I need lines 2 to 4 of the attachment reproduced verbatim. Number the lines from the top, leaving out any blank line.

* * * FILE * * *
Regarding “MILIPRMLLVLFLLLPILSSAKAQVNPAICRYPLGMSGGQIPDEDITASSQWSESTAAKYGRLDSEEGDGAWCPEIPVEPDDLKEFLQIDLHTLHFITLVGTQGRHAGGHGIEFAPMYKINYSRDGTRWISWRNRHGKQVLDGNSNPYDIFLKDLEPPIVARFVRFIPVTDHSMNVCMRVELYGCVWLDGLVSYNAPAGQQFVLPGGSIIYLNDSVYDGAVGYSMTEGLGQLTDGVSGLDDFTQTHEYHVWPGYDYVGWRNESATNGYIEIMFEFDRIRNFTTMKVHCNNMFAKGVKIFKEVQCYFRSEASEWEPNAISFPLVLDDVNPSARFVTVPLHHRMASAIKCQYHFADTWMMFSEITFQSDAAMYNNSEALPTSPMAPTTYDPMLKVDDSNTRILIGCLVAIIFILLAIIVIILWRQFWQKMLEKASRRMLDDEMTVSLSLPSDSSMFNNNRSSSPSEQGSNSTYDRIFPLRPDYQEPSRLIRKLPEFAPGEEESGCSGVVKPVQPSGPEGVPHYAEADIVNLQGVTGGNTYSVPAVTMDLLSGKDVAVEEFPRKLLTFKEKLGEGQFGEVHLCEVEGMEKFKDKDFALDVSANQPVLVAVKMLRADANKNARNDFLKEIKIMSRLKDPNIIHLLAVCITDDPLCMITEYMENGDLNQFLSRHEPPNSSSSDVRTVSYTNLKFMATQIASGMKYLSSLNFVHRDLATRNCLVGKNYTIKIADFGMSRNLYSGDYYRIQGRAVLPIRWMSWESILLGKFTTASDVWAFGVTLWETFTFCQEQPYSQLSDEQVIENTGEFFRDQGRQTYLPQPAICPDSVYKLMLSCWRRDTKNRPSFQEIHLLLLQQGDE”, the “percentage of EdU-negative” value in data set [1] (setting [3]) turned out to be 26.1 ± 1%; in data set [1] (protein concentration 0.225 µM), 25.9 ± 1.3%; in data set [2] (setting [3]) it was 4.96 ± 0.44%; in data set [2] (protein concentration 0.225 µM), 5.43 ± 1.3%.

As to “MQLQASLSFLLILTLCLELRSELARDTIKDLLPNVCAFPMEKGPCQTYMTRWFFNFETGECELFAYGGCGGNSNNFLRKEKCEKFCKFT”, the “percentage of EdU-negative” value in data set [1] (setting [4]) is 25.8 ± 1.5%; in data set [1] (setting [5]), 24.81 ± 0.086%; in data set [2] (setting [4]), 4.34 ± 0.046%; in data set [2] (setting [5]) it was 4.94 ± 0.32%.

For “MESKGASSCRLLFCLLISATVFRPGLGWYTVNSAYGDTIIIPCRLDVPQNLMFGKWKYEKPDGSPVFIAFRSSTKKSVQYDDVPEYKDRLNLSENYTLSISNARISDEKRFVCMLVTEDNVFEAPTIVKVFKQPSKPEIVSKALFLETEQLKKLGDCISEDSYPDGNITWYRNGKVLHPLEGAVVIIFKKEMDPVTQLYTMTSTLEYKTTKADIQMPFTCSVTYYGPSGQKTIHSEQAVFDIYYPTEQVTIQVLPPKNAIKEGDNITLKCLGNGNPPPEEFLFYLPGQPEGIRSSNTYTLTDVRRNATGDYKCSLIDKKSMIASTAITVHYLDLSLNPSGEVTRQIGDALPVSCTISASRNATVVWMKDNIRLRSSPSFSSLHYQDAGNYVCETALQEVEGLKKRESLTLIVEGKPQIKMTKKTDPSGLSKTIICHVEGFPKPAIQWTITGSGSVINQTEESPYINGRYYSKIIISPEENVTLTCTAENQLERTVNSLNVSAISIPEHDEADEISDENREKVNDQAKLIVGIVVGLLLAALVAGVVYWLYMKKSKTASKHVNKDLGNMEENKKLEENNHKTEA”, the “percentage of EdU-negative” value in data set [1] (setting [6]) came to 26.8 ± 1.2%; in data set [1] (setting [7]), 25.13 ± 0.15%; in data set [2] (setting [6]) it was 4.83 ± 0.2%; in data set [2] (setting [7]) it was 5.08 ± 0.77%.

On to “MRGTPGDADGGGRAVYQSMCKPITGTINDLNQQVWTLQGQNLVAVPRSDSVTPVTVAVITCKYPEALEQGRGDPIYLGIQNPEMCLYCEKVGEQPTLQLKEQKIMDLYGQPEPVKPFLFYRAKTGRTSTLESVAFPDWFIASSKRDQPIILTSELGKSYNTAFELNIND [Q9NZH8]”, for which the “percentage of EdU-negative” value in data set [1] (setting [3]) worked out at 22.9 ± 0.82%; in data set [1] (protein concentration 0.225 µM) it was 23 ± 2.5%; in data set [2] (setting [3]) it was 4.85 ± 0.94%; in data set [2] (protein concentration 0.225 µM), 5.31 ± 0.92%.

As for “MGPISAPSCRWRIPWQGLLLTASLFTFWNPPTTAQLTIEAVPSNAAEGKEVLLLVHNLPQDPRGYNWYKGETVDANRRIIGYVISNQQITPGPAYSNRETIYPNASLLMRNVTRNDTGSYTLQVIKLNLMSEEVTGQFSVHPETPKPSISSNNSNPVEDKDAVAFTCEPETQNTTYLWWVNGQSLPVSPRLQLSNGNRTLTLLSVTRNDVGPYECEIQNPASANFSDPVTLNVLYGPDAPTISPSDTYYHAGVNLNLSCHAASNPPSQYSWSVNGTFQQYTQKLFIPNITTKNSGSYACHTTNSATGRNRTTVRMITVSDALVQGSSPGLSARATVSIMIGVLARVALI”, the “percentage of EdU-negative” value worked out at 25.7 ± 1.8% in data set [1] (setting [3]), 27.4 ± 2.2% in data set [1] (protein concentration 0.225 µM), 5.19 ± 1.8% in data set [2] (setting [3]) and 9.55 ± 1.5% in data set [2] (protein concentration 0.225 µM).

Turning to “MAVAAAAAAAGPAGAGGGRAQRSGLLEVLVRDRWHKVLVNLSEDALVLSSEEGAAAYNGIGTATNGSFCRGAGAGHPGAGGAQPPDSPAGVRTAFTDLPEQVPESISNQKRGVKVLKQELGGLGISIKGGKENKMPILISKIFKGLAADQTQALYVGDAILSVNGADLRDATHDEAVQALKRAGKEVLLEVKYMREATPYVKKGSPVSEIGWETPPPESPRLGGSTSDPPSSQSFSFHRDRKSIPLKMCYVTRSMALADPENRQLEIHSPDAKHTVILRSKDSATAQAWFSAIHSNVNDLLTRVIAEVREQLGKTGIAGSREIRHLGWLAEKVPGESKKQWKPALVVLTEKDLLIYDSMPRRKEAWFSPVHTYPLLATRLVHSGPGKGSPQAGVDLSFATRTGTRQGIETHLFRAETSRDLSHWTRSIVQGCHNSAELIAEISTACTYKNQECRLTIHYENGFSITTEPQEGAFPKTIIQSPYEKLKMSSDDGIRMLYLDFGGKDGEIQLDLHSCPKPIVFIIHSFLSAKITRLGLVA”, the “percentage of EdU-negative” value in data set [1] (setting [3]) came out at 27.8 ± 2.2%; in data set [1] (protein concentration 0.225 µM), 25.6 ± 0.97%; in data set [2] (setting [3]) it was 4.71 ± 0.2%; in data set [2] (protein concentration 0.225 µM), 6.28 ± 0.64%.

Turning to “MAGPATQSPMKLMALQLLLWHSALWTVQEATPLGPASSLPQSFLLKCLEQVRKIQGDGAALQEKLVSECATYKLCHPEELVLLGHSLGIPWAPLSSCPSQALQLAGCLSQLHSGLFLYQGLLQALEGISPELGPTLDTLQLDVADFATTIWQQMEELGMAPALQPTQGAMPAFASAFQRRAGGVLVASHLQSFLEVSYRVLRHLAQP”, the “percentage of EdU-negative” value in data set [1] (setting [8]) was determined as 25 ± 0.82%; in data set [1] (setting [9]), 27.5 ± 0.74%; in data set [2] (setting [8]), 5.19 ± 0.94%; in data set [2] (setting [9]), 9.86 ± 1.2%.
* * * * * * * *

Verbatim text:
As to “MQLQASLSFLLILTLCLELRSELARDTIKDLLPNVCAFPMEKGPCQTYMTRWFFNFETGECELFAYGGCGGNSNNFLRKEKCEKFCKFT”, the “percentage of EdU-negative” value in data set [1] (setting [4]) is 25.8 ± 1.5%; in data set [1] (setting [5]), 24.81 ± 0.086%; in data set [2] (setting [4]), 4.34 ± 0.046%; in data set [2] (setting [5]) it was 4.94 ± 0.32%.

For “MESKGASSCRLLFCLLISATVFRPGLGWYTVNSAYGDTIIIPCRLDVPQNLMFGKWKYEKPDGSPVFIAFRSSTKKSVQYDDVPEYKDRLNLSENYTLSISNARISDEKRFVCMLVTEDNVFEAPTIVKVFKQPSKPEIVSKALFLETEQLKKLGDCISEDSYPDGNITWYRNGKVLHPLEGAVVIIFKKEMDPVTQLYTMTSTLEYKTTKADIQMPFTCSVTYYGPSGQKTIHSEQAVFDIYYPTEQVTIQVLPPKNAIKEGDNITLKCLGNGNPPPEEFLFYLPGQPEGIRSSNTYTLTDVRRNATGDYKCSLIDKKSMIASTAITVHYLDLSLNPSGEVTRQIGDALPVSCTISASRNATVVWMKDNIRLRSSPSFSSLHYQDAGNYVCETALQEVEGLKKRESLTLIVEGKPQIKMTKKTDPSGLSKTIICHVEGFPKPAIQWTITGSGSVINQTEESPYINGRYYSKIIISPEENVTLTCTAENQLERTVNSLNVSAISIPEHDEADEISDENREKVNDQAKLIVGIVVGLLLAALVAGVVYWLYMKKSKTASKHVNKDLGNMEENKKLEENNHKTEA”, the “percentage of EdU-negative” value in data set [1] (setting [6]) came to 26.8 ± 1.2%; in data set [1] (setting [7]), 25.13 ± 0.15%; in data set [2] (setting [6]) it was 4.83 ± 0.2%; in data set [2] (setting [7]) it was 5.08 ± 0.77%.

On to “MRGTPGDADGGGRAVYQSMCKPITGTINDLNQQVWTLQGQNLVAVPRSDSVTPVTVAVITCKYPEALEQGRGDPIYLGIQNPEMCLYCEKVGEQPTLQLKEQKIMDLYGQPEPVKPFLFYRAKTGRTSTLESVAFPDWFIASSKRDQPIILTSELGKSYNTAFELNIND [Q9NZH8]”, for which the “percentage of EdU-negative” value in data set [1] (setting [3]) worked out at 22.9 ± 0.82%; in data set [1] (protein concentration 0.225 µM) it was 23 ± 2.5%; in data set [2] (setting [3]) it was 4.85 ± 0.94%; in data set [2] (protein concentration 0.225 µM), 5.31 ± 0.92%.